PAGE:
I have read arguments that eating is only implemented as way to impose a time limit in the game, just as lamp batteries limited the number of turns in Zork II (we can debate whether the canteen has meaningful utility after reaching the second complex another day), but this isn’t true. Stretch things out far enough, and the Cadet dies of the Disease. Food only delays the inevitable. This is fitting, since eating (and sleeping) are both expression and consequence of a new demarcation of linear time: the deterioration of the embodied Cadet. For the first time in an Infocom game, the world resists change while wreaking change upon a protagonist.

Perhaps, in Planetfall the video game, the body is as inconsequential as it is for some virtual reality avatars–merely implied by a pair of hands. Planetfall the text, on the other hand, never lets you forget that time destroys all.

One of three postcards packaged with Planetfall. It reads "Greetings from historic Ramos II." The artwork is divided into two panels. The left shows a four-armed alien with with a ducklike beak. It holds the trunk of a giant, tree-sized flower. On the right, a three eyed alien waves. Above it, far away in space, is a orange planet with yellow and purple leaves.
One of three postcards included with Planetfall. Retrieved from MoCAGH.

Final Thoughts on Planetfall

I played Stationfall and Enchanter before playing Planetfall, and that led to a “This again?” reaction to its timers. While the passing of days matters in Stationfall, embodiment does not. Sleep serves to mark the passing of time but has no other apparent narrative significance. If the player is stingy with their food, the game ends anyway. As in Planetfall, hunger does not function as a time limit. I saw no point to the mechanic, because, so far as I can tell, it has none. Similarly, eating in Enchanter has no purpose, nor does it ultimately impose a time limit. Sleep serves an important function because it marks the days and provides hints. However, in both cases the protagonist’s physicality does not matter, and I assumed the same would be true for Planetfall.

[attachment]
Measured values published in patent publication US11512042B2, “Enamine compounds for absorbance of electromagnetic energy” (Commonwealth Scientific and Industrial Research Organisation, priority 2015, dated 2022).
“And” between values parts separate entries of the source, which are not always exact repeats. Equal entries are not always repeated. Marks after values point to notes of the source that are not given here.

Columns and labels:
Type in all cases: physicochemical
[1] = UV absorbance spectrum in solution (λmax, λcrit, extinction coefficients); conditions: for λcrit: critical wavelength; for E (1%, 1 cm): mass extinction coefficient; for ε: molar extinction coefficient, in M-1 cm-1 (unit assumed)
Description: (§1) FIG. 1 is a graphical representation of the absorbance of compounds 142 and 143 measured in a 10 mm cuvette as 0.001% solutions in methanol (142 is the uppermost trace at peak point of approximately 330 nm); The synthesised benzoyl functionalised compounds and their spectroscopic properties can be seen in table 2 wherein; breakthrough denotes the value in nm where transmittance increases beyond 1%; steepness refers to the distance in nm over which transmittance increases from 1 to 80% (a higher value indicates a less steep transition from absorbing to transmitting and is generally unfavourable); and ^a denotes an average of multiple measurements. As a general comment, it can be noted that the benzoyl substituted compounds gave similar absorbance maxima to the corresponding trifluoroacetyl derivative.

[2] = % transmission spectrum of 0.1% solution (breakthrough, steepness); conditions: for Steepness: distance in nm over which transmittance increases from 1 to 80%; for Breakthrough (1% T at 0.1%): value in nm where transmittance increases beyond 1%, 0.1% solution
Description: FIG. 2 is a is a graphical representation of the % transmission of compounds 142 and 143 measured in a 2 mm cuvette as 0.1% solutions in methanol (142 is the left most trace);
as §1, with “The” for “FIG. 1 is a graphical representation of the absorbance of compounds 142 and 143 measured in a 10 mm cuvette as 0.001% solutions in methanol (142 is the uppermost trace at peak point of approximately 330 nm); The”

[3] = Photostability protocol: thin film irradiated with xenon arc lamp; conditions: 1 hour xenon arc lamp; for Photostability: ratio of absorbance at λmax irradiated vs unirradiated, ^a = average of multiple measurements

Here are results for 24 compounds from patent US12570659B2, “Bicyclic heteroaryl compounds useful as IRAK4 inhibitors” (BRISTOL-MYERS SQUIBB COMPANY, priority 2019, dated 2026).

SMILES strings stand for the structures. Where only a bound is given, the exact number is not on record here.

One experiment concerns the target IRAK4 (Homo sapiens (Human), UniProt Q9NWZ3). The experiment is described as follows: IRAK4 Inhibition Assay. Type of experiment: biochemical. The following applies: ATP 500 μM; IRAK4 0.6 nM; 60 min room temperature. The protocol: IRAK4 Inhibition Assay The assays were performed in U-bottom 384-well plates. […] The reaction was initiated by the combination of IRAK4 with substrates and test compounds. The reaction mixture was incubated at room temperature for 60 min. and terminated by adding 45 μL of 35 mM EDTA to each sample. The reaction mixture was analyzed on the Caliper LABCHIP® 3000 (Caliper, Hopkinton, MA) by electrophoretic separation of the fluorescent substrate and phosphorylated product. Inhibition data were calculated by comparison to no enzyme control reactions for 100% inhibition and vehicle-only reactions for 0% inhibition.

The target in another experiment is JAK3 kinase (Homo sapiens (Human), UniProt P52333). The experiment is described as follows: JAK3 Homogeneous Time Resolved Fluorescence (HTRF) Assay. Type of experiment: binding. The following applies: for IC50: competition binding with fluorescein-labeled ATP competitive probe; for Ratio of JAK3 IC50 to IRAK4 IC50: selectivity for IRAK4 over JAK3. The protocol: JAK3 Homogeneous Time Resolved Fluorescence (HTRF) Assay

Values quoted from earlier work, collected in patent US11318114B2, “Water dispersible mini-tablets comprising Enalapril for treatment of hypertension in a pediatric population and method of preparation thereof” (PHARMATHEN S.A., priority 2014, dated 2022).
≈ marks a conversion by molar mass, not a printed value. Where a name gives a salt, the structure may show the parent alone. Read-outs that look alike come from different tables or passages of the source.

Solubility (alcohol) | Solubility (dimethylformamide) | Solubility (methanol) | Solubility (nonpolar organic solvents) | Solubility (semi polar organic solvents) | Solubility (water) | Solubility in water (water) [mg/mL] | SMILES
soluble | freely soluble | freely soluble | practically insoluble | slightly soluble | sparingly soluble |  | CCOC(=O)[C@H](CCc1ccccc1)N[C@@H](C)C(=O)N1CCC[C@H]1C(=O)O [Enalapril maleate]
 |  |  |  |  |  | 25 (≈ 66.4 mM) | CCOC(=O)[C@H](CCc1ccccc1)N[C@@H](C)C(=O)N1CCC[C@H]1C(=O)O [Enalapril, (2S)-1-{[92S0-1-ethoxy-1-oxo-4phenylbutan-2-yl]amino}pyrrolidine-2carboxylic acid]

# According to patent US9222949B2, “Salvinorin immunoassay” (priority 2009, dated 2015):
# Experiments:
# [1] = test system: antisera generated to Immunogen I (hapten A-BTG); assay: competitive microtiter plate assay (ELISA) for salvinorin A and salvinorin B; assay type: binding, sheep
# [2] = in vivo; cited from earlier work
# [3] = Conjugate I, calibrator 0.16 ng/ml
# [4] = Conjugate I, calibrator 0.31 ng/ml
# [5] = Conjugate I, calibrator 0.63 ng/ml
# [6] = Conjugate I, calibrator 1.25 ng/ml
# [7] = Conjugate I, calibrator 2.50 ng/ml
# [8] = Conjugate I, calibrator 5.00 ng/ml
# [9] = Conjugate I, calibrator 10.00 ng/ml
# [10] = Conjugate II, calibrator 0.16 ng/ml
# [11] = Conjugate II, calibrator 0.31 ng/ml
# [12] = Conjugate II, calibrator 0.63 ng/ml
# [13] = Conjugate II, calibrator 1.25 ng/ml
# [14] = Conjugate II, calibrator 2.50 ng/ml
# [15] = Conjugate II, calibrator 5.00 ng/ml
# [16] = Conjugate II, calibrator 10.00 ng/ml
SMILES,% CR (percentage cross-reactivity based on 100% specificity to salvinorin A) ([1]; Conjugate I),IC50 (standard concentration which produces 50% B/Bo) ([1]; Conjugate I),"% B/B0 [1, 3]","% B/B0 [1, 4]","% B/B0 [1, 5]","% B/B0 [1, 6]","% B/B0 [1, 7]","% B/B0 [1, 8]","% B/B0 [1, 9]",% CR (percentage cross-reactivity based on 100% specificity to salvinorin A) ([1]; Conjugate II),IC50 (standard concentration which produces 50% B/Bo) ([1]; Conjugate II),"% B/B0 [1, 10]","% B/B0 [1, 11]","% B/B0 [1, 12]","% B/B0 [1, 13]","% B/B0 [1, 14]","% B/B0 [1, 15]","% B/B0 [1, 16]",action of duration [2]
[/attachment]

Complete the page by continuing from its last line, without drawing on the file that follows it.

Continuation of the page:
The result was that I saw no value in sleep or hunger timers in the text of any Infocom game. The order in which I played these games made all the difference: I assumed that what didn’t matter in Stationfall wouldn’t matter in Planetfall. It didn’t help that I saw video games as mere amusements at the time, and the idea of artistic choice or intentionality in Planetfall would never have crossed my mind. I have to admit that, even as a college sophomore double-majoring in English and Philosophy, I had a rather limited conception of art. I may as well say it: I was an elitist and an intellectual snob.

It is likely no surprise that I enjoy Planetfall more than I did all those years ago. I appreciate its escalating sense of desperate urgency that pushes the player forward, and the strange tension between the protagonist’s deterioration and Floyd’s constant silliness. The puzzles, compared with those in Zork, are consistently well-clued and organic to the world. I even accept the tedium of embodiment as essential to the story of Planetfall and its themes.

Still, it may or may not be easy to forgive the pointlessness of the dial door, or the inevitability of traveling to the second complex without all of the needed items. Some questions one must answer for oneself.